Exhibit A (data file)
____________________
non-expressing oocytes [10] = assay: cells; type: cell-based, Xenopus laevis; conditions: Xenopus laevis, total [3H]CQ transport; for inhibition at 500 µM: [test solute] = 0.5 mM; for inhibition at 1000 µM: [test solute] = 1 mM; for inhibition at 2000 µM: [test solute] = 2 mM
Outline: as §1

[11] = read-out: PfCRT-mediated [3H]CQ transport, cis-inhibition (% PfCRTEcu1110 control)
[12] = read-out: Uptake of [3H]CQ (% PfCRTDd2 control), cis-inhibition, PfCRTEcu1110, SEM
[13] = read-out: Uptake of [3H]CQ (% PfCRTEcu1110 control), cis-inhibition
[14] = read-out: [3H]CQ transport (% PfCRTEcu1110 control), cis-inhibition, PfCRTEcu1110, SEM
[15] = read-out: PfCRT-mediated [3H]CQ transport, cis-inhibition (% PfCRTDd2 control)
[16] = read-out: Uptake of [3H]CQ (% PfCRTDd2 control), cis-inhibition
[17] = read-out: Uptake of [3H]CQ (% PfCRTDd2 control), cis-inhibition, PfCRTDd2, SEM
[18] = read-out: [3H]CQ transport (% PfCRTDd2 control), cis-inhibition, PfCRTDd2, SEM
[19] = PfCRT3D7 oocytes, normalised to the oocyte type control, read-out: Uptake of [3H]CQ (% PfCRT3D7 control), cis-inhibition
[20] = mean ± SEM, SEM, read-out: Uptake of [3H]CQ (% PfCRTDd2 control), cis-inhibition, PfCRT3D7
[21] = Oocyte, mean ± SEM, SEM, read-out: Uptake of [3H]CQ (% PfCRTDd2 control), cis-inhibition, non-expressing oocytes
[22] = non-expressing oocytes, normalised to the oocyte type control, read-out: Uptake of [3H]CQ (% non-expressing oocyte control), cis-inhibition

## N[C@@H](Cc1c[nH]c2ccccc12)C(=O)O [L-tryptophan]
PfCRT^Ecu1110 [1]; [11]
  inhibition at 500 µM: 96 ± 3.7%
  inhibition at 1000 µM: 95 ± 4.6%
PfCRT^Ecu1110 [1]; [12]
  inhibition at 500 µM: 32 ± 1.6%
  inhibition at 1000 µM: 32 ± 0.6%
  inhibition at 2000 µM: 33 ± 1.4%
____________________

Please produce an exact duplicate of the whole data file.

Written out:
non-expressing oocytes [10] = assay: cells; type: cell-based, Xenopus laevis; conditions: Xenopus laevis, total [3H]CQ transport; for inhibition at 500 µM: [test solute] = 0.5 mM; for inhibition at 1000 µM: [test solute] = 1 mM; for inhibition at 2000 µM: [test solute] = 2 mM
Outline: as §1

[11] = read-out: PfCRT-mediated [3H]CQ transport, cis-inhibition (% PfCRTEcu1110 control)
[12] = read-out: Uptake of [3H]CQ (% PfCRTDd2 control), cis-inhibition, PfCRTEcu1110, SEM
[13] = read-out: Uptake of [3H]CQ (% PfCRTEcu1110 control), cis-inhibition
[14] = read-out: [3H]CQ transport (% PfCRTEcu1110 control), cis-inhibition, PfCRTEcu1110, SEM
[15] = read-out: PfCRT-mediated [3H]CQ transport, cis-inhibition (% PfCRTDd2 control)
[16] = read-out: Uptake of [3H]CQ (% PfCRTDd2 control), cis-inhibition
[17] = read-out: Uptake of [3H]CQ (% PfCRTDd2 control), cis-inhibition, PfCRTDd2, SEM
[18] = read-out: [3H]CQ transport (% PfCRTDd2 control), cis-inhibition, PfCRTDd2, SEM
[19] = PfCRT3D7 oocytes, normalised to the oocyte type control, read-out: Uptake of [3H]CQ (% PfCRT3D7 control), cis-inhibition
[20] = mean ± SEM, SEM, read-out: Uptake of [3H]CQ (% PfCRTDd2 control), cis-inhibition, PfCRT3D7
[21] = Oocyte, mean ± SEM, SEM, read-out: Uptake of [3H]CQ (% PfCRTDd2 control), cis-inhibition, non-expressing oocytes
[22] = non-expressing oocytes, normalised to the oocyte type control, read-out: Uptake of [3H]CQ (% non-expressing oocyte control), cis-inhibition

## N[C@@H](Cc1c[nH]c2ccccc12)C(=O)O [L-tryptophan]
PfCRT^Ecu1110 [1]; [11]
  inhibition at 500 µM: 96 ± 3.7%
  inhibition at 1000 µM: 95 ± 4.6%
PfCRT^Ecu1110 [1]; [12]
  inhibition at 500 µM: 32 ± 1.6%
  inhibition at 1000 µM: 32 ± 0.6%
  inhibition at 2000 µM: 33 ± 1.4%